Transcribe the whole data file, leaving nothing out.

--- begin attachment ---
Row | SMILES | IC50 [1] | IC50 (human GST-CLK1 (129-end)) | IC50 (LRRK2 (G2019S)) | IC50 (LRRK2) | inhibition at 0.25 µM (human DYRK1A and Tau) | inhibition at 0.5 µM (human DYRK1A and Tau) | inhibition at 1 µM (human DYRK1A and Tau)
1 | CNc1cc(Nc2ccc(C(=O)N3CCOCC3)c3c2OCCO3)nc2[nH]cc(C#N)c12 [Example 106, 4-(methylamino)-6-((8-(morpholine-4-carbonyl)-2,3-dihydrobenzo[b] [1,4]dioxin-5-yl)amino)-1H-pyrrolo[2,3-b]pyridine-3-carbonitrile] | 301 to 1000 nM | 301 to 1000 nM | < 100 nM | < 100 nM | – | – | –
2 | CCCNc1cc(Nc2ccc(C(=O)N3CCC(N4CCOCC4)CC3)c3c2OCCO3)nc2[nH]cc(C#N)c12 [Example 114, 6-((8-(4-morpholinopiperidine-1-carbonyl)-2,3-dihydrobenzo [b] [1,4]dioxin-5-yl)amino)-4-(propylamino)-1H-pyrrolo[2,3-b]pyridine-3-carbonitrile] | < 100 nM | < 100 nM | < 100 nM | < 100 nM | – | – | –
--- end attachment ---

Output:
Row | SMILES | IC50 [1] | IC50 (human GST-CLK1 (129-end)) | IC50 (LRRK2 (G2019S)) | IC50 (LRRK2) | inhibition at 0.25 µM (human DYRK1A and Tau) | inhibition at 0.5 µM (human DYRK1A and Tau) | inhibition at 1 µM (human DYRK1A and Tau)
1 | CNc1cc(Nc2ccc(C(=O)N3CCOCC3)c3c2OCCO3)nc2[nH]cc(C#N)c12 [Example 106, 4-(methylamino)-6-((8-(morpholine-4-carbonyl)-2,3-dihydrobenzo[b] [1,4]dioxin-5-yl)amino)-1H-pyrrolo[2,3-b]pyridine-3-carbonitrile] | 301 to 1000 nM | 301 to 1000 nM | < 100 nM | < 100 nM | – | – | –
2 | CCCNc1cc(Nc2ccc(C(=O)N3CCC(N4CCOCC4)CC3)c3c2OCCO3)nc2[nH]cc(C#N)c12 [Example 114, 6-((8-(4-morpholinopiperidine-1-carbonyl)-2,3-dihydrobenzo [b] [1,4]dioxin-5-yl)amino)-4-(propylamino)-1H-pyrrolo[2,3-b]pyridine-3-carbonitrile] | < 100 nM | < 100 nM | < 100 nM | < 100 nM | – | – | –